Review: The Silent Twins Chronicles the True Story of Sisters with a Strong, Unspoken Bond

There’s realism, there’s surrealism, and then there’s that difficult-to-explain middle ground that The Silent Twins occupies. From the great Polish-born director Agnieszka Smoczynska (The Lure) comes this true story about British Caribbean twin sisters June and Jennifer Gibbons, who only communicated with each other when no one else was around. When there was a parent, teacher or any other human being near by, they went stone-cold silent, moved in slow motion, and barely reacted to any outside stimuli. To them, it was something of a game or a behavioral exercise when they were young girls (they are played as children by Leah Mondesir-Simmonds and Eva-Arianna Baxter), but as they grow older and go though high school and early adulthood, it becomes something that more closely resembled mental illness, especially to those around them.

The film follows the girls from about the 1960s through the early 1980s, and as older girls and women, they are played by Letitia Wright (June) and Tamara Lawrance (Jennifer). By behaving this way since they were girls, the Gibbons sisters create a trippy, almost psychedelic world in which they are chatty, spirited and full of life and ideas, many of which they write down into journals. As they get older, they dream of turning their writings into actual novels, with June having some initial success in getting her first book published.

Based on the book of the same name written by journalist Marjorie Wallace (who is played in the movie by Jodhi May) and adapted by Andrea Seigel, The Silent Twins moves between the fantasy and harsh reality of the girls’ Welsh upbringing, in which they are kicked out of public school and forced into a special needs facility, even though they are wildly intelligent. Most of their lives, they are faced with educators who simply don’t know how to deal with them, including a very kind and patient one at their new school, played by the great Michael Smiley. As they grow older, the Gibbons sisters learn about sex from an American jock (Jack Bandeira) who does a thorough job putting them under his spell (with the help of huffing what I think is turpentine). And with their tendencies to lapse into fantasy, even these lurid sexual encounters seem like the ultimate romance novel in their minds.

On the rare occasions when one of them is tempted to or actually does slip out of their silent state (usually June), the reaction of the other is often violent, resulting in the girls ultimately being placed in a mental health facility until they stabilize. It’s there that they are visited by Sunday Times writer Wallace, who wants to get their writings and story out into the world; she believes they are simply misunderstood artists, and thinks she can lead a crusade to get them released, an effort that has mixed results.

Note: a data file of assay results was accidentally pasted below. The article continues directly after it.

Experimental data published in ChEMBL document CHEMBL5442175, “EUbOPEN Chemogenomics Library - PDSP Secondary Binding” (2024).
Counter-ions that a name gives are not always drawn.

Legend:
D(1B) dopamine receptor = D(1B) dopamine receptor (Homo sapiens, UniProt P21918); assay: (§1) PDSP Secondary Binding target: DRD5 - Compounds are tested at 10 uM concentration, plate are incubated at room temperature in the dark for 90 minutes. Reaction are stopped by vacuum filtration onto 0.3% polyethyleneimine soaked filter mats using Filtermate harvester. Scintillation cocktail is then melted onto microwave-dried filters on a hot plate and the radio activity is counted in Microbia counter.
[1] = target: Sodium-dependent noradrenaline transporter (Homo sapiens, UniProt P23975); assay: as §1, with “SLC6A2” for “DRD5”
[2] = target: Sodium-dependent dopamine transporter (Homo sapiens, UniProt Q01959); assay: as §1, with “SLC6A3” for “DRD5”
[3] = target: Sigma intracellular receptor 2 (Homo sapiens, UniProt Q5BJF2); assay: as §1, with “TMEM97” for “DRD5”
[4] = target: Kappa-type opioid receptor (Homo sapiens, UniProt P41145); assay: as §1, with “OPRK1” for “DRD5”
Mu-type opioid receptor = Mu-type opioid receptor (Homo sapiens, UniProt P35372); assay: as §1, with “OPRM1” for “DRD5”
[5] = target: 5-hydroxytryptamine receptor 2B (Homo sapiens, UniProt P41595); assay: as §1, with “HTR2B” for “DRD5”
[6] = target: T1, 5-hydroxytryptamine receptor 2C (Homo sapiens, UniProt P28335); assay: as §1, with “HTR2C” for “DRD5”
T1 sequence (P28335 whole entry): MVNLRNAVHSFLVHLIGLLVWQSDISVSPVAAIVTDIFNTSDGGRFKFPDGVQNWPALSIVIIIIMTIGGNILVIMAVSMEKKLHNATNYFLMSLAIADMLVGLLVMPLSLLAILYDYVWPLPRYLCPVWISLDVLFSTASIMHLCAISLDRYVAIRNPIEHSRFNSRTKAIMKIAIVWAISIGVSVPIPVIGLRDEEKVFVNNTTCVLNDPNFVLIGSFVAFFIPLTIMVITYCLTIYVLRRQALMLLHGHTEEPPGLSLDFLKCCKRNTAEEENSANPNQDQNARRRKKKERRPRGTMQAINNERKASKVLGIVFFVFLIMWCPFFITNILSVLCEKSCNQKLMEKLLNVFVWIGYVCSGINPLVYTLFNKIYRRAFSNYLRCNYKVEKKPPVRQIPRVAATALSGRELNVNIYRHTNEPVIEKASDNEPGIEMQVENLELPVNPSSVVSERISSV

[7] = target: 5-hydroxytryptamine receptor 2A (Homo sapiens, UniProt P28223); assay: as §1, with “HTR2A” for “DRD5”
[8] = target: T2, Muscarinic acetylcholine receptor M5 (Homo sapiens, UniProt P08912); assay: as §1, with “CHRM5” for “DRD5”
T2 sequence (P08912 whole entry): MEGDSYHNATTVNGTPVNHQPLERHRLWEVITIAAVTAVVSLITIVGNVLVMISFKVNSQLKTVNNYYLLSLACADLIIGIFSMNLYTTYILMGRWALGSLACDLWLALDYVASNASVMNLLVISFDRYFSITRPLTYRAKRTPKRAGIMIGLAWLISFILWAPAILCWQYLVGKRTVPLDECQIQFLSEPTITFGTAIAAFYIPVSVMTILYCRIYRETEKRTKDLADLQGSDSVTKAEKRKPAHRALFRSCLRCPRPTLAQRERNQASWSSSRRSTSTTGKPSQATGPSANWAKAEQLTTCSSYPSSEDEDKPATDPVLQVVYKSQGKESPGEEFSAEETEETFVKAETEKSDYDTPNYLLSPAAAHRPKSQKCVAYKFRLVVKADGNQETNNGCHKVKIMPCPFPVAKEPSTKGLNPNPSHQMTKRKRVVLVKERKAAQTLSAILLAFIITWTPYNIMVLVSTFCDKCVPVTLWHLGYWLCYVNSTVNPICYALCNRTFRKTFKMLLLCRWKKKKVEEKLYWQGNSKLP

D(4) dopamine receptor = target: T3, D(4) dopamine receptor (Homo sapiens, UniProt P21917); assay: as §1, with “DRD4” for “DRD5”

Despite their being twins and so closely bonded, unique personalities between the women begin to emerge, along with some disturbing personality patterns. June seems to desire the world outside of her sister more as she gets older, while Jennifer needs the comfort of their make-believe world to survive. And as they grow apart, the film becomes more fractured as well. I was never quite sure what our takeaway from this story was meant to be beyond the novelty of the relationship between the twins and the failure of the educational system to engage them better (this may have been a losing battle in the end, but still). Despite these shortcomings, the lead performances are mesmerizing and even infuriating, since their refusal to break from their silent world leads to devastating consequences at times. The Silent Twins is elegantly shot, beautifully acted, and confoundingly executed.

The film is now playing theatrically.

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Steve Prokopy
Steve Prokopy

Steve Prokopy is chief film critic for the Chicago-based arts outlet
Third Coast Review. For nearly 20 years, he was the Chicago editor for
Ain’t It Cool News, where he contributed film reviews and
filmmaker/actor interviews under the name “Capone.” Currently, he’s a
frequent contributor at /Film ( and Backstory Magazine.
He is also the public relations director for Chicago's independently
owned Music Box Theatre, and holds the position of Vice President for
the Chicago Film Critics Association. In addition, he is a programmer
for the Chicago Critics Film Festival, which has been one of the
city's most anticipated festivals since 2013.

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